“President Obama’s goal has always been to increase the number of students successfully completing college, and that begins by making sure all of our students are prepared to succeed when they arrive on campus. The President supports high standards across all of our schools, and we’re proud that 49 states and DC have established college and career ready expectations for what students know and are able to do when they graduate from high school.”
“Every case is different, but we’ve seen a number of states and districts providing strong leadership on this front. You can learn about some of best work being done across the country here: http://1.usa.gov/1LQHUWE
We need to do more to support our teachers so that they can personalize teaching and learning for their students.”
“Couldn’t agree more [Redacted] and [Redacted], and expanding early learning is one of the issues closest to my heart! President Obama believes that high quality early education is among the smartest investments that we can make. In his 2013 State of the Union address, he called on Congress to expand access to high-quality preschool for every child in America. Since the President’s call to action, more than 35 states have increased funding for their preschool programs, amounting to over $1.5 billion in new state resources dedicated to early education. Communities across the country have engaged public and private partners to establish new preschool programs, and pushed forward with major expansions to become strong early learning communities. More info on our early learning agenda is available here: http://1.usa.gov/1N7MSSI“
“We so appreciate your work, [Redacted]. My team and I think about you and our nation’s dedicated teachers every day in the work that we do.”
“[Redacted] you are right! A single test cannot capture the full picture of a student’s learning and progress. The Every Student Succeeds Act that President Obama signed last year encourages a more balanced approach to testing and accountability by moving away from a sole focus on standardized tests to drive decisions around the quality of schools, and by allowing for the use of multiple measures of student learning and progress, along with other indicators of student success. As states and school districts implement this new law, we will see real changes in our school.”
“I agree, [Redacted]. Career and technical education plays an important role in helping many of our students prepare for success later in life. Check out our blueprint on reforming and strengthening career and technical education, which will make sure programs are aligned not only with college — and career-readiness standards, but also with the needs of employers, industry, and labor. https://www2.ed.gov/…/transforming-career-technical…“
“Learning begins at birth, and we can’t get started early enough in preparing our children for success in kindergarten and later in school. Access to high-quality early-learning programs is one of the most important things we can give our learners. Learn more about the President’s Preschool for All plan which would support that: https://www.whitehouse.gov/…/fact-sheet-president-obama…“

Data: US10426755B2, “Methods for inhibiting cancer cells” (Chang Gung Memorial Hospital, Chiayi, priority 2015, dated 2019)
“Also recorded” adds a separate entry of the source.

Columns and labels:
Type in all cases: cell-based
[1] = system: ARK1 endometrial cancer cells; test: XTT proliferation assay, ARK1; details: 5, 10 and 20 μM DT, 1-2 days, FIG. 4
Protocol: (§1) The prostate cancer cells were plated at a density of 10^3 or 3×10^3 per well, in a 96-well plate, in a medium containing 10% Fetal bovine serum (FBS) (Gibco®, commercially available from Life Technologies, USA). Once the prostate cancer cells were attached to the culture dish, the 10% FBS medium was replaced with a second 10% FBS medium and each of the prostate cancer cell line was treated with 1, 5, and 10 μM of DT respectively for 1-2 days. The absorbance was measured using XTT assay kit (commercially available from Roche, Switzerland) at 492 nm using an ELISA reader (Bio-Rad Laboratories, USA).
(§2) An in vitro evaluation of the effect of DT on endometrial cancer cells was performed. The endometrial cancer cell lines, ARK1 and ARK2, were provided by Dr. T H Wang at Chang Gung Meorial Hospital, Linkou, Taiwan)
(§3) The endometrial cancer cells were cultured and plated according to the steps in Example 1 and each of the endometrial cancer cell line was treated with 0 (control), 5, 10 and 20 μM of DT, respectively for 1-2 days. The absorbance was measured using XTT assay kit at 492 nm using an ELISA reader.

“I hear you loud and clear, and this is something that the President is passionate about too. We know more needs to be done to respond to the challenges our teachers face in balancing meaningful learning with testing time. Here’s more straight from President Obama: https://www.facebook.com/WhiteHouse/videos/10153858935674238/“
“I agree with TNTP that we lose too many of our best and brightest teachers because we don’t provide the right leadership opportunities for them to grow and contribute to their schools and to the teaching profession. We must do better. One response to this challenge is the Department of Education’s R-E-S-P-E-C-T program, and it’s why President Obama’s budget included $1 billion to support teachers, improve working conditions and increase teacher salaries in high-need schools. Now you don’t want to hear me sing R-E-S-P-E-C-T… http://www2.ed.gov/docu…/respect/blueprint-for-respect.pdf“
“President Obama believes that the arts are one of the most important ways to engage our students and help them develop and discover their creativity and talent. We need investments that support a well-rounded education for all our students. Learn more about reinvesting in Arts and Education in this report from the President’s Commission on Arts and the Humanities: http://www.pcah.gov/…/photos/PCAH_Reinvesting_4web.pdf
“We’re hosting listening sessions around the country to make sure that the voice of our nations teachers is reflected in the policies discussed and shaped here in Washington. But at the state and local level, we also need your voices, especially as state and school district leaders implement the new Every Student Succeeds Act. I’d encourage you to make your voice heard in that process. Thanks for sharing your voices with me today.”